Tech Time: Are You Pro-Digital?
This article was originally published on D3 Banking Technology’s blog and was adapted by the authors for CUES.
Every year, Forrester analyst Alyson Clarke and her team publish a report on retail banking trends in North America that evaluates trends and provides predictions for the coming year. Overall, the predictions by Clarke and her team for 2017 were accurate. We would give them an A- for accuracy, but they could have been a bit more relevant and also considered the widening gap between credit unions that embrace digital delivery and those that do not.
In the 2017 edition, Forrester made the following predictions:
- Optimistic uncertainty will underpin the general economic outlook.
- Low interest rates will keep interest earnings low.
- Regulatory uncertainty in the U.S. will create ambiguity.
- Fintech companies will move away from B2C business models to partner with financial institutions.
- Consumers will expect more relevant digital experiences.
- Competition for millennials will intensify as members of Gen Y enter their prime spending years.
To some degree, all six of their predictions were accurate, but how the details played out varied from their estimations.
- Economic optimism underpinned positive economic growth and increased competition throughout the industry.
- Low interest rates did keep interest earning low, even with some loosening on the part of the Fed.
- Regulatory uncertainty did create ambiguity, with some doubting much would change in the near future, despite the Trump administration’s promises of deregulation and changes in the Consumer Financial Protection Bureau and leadership of the Federal Reserve.
- Fintechs are partnering with financial institutions, including credit unions, to the betterment of both.
- Rising expectations concerning digital experiences was a rhetorical prediction at best, since an intuitive and seamless digital experience is no longer a “nice to have,” but a mandatory requirement for financial institutions.
- The prediction of intensifying competition for millennials was an easy one, as millennials/Gen Y predictably continued to permeate all spheres.
Forrester’s predictions perhaps did not emphasize enough the digital transformation that financial institutions have been experiencing. The largest replacement cycle in the history of financial technology began to trickle into the market in 2017 as legacy online systems and aged mobile offerings were replaced. 2018, by comparison, will present a “tsunami” of replacement opportunities.
The momentum of this replacement cycle has exponentially impacted the gap between credit unions that are actively embracing digital transformation and those that have not yet reached that level of commitment. While some CUs understand that investments in digital are not simply organizational costs but rather growth drivers, others remain hesitant.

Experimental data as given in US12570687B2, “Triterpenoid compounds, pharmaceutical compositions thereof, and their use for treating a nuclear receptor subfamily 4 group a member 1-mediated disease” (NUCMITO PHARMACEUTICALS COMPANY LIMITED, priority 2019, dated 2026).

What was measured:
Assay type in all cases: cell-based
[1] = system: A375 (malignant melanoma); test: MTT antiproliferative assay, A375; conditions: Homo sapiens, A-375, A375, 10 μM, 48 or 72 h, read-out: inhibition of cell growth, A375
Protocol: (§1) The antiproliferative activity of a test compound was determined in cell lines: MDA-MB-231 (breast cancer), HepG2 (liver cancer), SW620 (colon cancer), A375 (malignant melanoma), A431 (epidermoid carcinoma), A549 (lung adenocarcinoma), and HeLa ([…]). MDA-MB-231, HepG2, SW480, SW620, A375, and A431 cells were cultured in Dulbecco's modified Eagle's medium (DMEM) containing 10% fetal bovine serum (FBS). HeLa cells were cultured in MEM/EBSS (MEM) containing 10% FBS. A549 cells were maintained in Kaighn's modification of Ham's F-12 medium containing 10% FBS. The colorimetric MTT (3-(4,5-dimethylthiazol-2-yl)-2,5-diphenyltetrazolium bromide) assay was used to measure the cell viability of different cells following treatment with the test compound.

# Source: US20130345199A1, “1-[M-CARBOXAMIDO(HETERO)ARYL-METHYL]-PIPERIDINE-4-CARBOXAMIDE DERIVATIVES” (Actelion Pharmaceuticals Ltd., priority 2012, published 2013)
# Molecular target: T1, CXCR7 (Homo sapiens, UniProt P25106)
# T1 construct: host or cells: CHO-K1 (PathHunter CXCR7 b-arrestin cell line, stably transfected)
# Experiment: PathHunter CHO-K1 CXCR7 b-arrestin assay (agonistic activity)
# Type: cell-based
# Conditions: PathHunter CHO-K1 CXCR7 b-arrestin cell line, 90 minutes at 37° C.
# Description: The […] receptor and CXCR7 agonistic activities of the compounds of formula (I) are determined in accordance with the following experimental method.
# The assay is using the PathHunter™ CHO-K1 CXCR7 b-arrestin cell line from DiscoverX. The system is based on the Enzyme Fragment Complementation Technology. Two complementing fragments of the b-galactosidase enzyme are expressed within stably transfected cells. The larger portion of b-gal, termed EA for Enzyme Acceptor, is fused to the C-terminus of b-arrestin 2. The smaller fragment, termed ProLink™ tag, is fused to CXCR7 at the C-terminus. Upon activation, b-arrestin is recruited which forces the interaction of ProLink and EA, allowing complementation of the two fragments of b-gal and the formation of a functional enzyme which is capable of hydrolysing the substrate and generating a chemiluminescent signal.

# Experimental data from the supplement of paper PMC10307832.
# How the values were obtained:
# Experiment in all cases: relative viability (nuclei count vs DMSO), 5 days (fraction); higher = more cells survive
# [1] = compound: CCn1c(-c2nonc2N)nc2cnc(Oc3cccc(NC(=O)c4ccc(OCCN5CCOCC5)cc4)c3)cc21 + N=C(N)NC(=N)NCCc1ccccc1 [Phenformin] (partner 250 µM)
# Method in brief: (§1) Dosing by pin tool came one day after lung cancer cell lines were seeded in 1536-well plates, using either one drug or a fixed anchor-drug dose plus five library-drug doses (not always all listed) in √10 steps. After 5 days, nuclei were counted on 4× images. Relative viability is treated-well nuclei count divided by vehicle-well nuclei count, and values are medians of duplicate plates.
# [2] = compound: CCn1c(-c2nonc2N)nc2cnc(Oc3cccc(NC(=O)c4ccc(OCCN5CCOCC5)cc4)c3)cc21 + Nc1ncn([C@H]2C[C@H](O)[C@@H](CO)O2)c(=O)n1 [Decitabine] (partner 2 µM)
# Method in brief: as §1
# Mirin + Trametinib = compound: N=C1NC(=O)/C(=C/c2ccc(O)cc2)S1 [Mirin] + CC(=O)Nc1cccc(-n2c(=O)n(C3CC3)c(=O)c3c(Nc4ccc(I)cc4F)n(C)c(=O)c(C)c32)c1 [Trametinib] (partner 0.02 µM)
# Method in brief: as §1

Our Predictions for 2018
2018 will present an additional twist to the replacement cycle as credit unions discover that simply swapping legacy online and aged mobile banking systems will not be enough. If credit unions want to compete, they must adopt a philosophy of consistent innovation. For most institutions, this will mean some degree of culture change which, even in small doses, can seem daunting. Members today expect new features to be introduced in a matter of weeks, not once or twice a year. Credit unions are discovering that this is a challenge using solely in-house resources.
Due to this need for fast-paced evolution, the model for partnering with vendors will change. Digital banking is never going to be a set-it-and-forget-it endeavor, so credit unions will need to partner with fintech providers for longer periods of time to keep their solutions nimble and open to updates. In some cases, credit unions may even need to collaborate with their fintech partners on the development of new features and functionality to deepen the partnership and improve time to market.
Many credit unions have traditionally managed funding on a project-by-project basis. To keep up with technology and to continually enhance the digital offerings available to their members, credit unions should consider shifting to a budgeting model that includes a “bucket” of discretionary funding to address trends as they emerge. This will allow those in charge of digital banking initiatives to make decisions in real time to better address shifting member and business needs.
While credit unions have a unique community connection and superior member service, there is still room for improvement. If CUs do not build digital strategies and reshape their organizational configuration for support, they will not be able to bring new features to market at an acceptable pace for members. Savvy credit unions will take proactive steps in 2018, creating both an effective means for attracting new members and the power to retain those members for decades to come.
Michael Carter is senior market analyst and Eric Brandt is market analyst at D3 Banking Technologies, Omaha, Neb.